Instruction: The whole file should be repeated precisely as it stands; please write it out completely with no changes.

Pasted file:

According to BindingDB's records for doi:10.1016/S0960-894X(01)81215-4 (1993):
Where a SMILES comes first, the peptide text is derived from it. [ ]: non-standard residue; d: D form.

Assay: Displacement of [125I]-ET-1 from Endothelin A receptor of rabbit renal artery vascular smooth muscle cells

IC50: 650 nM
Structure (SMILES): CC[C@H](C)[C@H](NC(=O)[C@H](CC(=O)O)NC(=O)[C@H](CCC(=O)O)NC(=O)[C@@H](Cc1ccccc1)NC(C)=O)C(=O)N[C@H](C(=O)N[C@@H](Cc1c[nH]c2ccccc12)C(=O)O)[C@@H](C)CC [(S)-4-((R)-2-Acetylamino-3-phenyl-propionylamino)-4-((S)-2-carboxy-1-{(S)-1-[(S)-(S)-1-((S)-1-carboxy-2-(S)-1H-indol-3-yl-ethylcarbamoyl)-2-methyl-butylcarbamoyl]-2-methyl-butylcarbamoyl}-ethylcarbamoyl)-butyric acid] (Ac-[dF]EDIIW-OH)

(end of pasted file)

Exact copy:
According to BindingDB's records for doi:10.1016/S0960-894X(01)81215-4 (1993):
Where a SMILES comes first, the peptide text is derived from it. [ ]: non-standard residue; d: D form.

Assay: Displacement of [125I]-ET-1 from Endothelin A receptor of rabbit renal artery vascular smooth muscle cells

IC50: 650 nM
Structure (SMILES): CC[C@H](C)[C@H](NC(=O)[C@H](CC(=O)O)NC(=O)[C@H](CCC(=O)O)NC(=O)[C@@H](Cc1ccccc1)NC(C)=O)C(=O)N[C@H](C(=O)N[C@@H](Cc1c[nH]c2ccccc12)C(=O)O)[C@@H](C)CC [(S)-4-((R)-2-Acetylamino-3-phenyl-propionylamino)-4-((S)-2-carboxy-1-{(S)-1-[(S)-(S)-1-((S)-1-carboxy-2-(S)-1H-indol-3-yl-ethylcarbamoyl)-2-methyl-butylcarbamoyl]-2-methyl-butylcarbamoyl}-ethylcarbamoyl)-butyric acid] (Ac-[dF]EDIIW-OH)